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Francis Picabia (1879-1953)
Francis Picabia (1879-1953)

Sans titre (Visage de femme)

Details
Francis Picabia (1879-1953)
Sans titre (Visage de femme)
signed 'Francis Picabia' (lower right)
oil on board
18 1/8 x 14 ½ in. (46 x 36.8 cm.)
Painted circa 1941-1943.
Provenance
Private collection, Paris.

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Lot Essay

The Comité Picabia has confirmed the authenticity of this work.

Sans titre (Visage de femme) belongs to a series of realist, figurative paintings of women that Francis Picabia commenced at the beginning of the 1940s whilst living in the South of France. Often derived from photographs and images found in fashion magazines, nightclub advertisements, as well as picture postcards, these images of women are rendered in a “popular”realist style, which allowed Picabia to clearly imitate and replicate the original source image. This series marks one of the last great stylistic shifts in his richly diverse and varied oeuvre. An artist who continuously broke artistic tradition, Picabia maintained a defiantly individual stance throughout his career, refusing to conform to prevailing styles of art and continuously inverting elitist rules of taste. Rendering ubiquitous, popular imagery in rich, deeply coloured oil paint, in Sans titre (Visage de femme), Picabia elevated kitsch to the realm of “high” art, disregarding the accepted notions of aesthetic sensibility. Indeed, it is this iconoclastic tendency and bold disregard for convention that made Sans titre (Visage de femme) and this series of paintings so influential for future generations of artists. These works are often considered to be among the very first “postmodern” pictures.

Against a black background, the face of a woman emerges, her fingers resting delicately on her chin, drawing attention to her softly pouted red lips and demurely downturned eyes. Her frozen pose and illuminated face is immediately reminiscent of the headshots and portraits of women that adorned the covers of fashion magazines and beauty advertisements. In appropriating mass-produced images, Picabia was revisiting a technique that he had used in different ways throughout his career, in 1921, several years before the present work was painted, Picabia stated his artistic process: “The painter makes a choice, then imitates it; the deformation of this choice constitutes art” (quoted in C. Boulbès, “Francis Picabia, Delicious Monsters: Painting, Criticism, History” in “Dear Painter, paint me...” Painting the Figure since late Picabia, exh. cat., Musée national d’art moderne, Centre Georges Pompidou, Paris, 2002, p. 31). With a direct and unabashed appropriation of popular culture and kitsch imagery, Picabia irreverently questioned the ingrained distinctions between “high” and “low” art that existed within the avant-garde, breaking away from the traditions of modern painting. This concept would become central to artists such as Robert Rauschenberg and Jasper Johns, as well as Pop artists such as Andy Warhol and Roy Lichtenstein amalgamating popular imagery into their art. Indeed, this series can be seen as a precursor to the seminal artistic movement, illustrating the radical and influential nature of these works.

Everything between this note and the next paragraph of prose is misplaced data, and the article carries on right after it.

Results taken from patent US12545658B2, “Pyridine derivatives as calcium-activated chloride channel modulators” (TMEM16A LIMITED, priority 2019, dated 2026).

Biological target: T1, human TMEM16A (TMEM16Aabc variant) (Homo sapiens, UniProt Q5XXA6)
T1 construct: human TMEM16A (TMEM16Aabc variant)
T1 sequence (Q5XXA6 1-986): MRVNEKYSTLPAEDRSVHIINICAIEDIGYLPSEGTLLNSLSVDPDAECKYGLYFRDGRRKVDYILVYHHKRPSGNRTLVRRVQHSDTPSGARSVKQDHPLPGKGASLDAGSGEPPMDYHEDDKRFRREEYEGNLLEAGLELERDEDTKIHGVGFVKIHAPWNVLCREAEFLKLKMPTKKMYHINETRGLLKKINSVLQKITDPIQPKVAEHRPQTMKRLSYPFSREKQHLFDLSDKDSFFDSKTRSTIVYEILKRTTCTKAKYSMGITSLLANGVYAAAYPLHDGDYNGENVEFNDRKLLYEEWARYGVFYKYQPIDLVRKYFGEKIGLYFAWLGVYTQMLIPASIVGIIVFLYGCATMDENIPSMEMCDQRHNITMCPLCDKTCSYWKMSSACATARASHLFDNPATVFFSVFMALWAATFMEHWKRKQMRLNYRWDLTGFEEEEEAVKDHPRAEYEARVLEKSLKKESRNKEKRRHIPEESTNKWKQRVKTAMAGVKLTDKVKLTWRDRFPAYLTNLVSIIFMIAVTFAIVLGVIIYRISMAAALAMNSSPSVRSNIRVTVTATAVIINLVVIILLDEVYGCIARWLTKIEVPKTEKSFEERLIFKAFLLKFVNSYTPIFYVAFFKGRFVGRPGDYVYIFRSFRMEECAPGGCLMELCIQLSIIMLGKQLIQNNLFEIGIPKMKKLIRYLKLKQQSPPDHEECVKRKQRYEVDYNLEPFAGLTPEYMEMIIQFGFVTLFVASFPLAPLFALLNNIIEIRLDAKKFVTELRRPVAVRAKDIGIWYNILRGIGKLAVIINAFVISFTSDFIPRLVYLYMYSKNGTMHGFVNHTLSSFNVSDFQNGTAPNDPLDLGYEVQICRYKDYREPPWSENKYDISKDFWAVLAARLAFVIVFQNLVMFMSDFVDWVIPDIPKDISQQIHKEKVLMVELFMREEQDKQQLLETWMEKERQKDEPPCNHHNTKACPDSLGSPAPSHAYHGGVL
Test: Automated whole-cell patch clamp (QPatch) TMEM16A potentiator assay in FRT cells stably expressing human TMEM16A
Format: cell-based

Alongside Sans titre (Visage de femme) and other portraits of women, Picabia was also appropriating erotic nudes and pin-up girls from porn magazines. In contrast to these starkly erotic paintings of nude women, the woman in Sans titre (Visage de femme) radiates a more subtle yet no less sexual allure. Throughout his career, the female figure had played a central role in Picabia’s art. From his Dadaist depictions of sexualized and anthropomorphic mechanical forms, to his gruesomely rendered Monster series of the 1920s, that pictured cavorting couples, and the later Transparencies of the 1930s, which depicted classical female figures, Picabia used the depiction of women and particularly the inference of eroticism, to confound and shock the viewer, disrupting the accepted notions of taste and mocking the pretensions of the Parisian avant-garde.

In contrast to Picabia’s Monster or Transparencies series, in which the artist, in different ways, distorted and played with images of the female figure, creating layered or textured painterly surfaces, in Sans titre (Visage de femme), the smoothly painted surface emulates the photographic quality of the image from which it was derived. Picabia imitated the glossiness of the printed-paper on which the original photographs would have been found through the bright highlights on the model’s forehead and hand. The realistic quality of these paintings bewildered and shocked critics who had become accustomed to the dominant tendency towards abstraction at this time; Michel Perrin, a friend of the artist at this time recalled, “The pictures Picabia was painting in March 1942 were so precise, with colours so true to life, that the acerbic critics exclaimed ‘But this is photography!’” (quoted in M.L. Borràs, Picabia, London, 1985, p. 423). In taking a mass-produced image and carefully rendering it with precise artistic detail, Picabia played with the concepts of artistic authorship and individual skill that were central to modern painting and in so doing, created a subtle blend of imitation and parody. Sans titre (Visage de femme) exemplifies not only Picabia’s plurality of styles, but demonstrates the artist’s unremitting predilection for overturning conventions of the avant-garde and in so doing, pursuing new and radical approaches to art and art making, which paved the way for future generations of artists.

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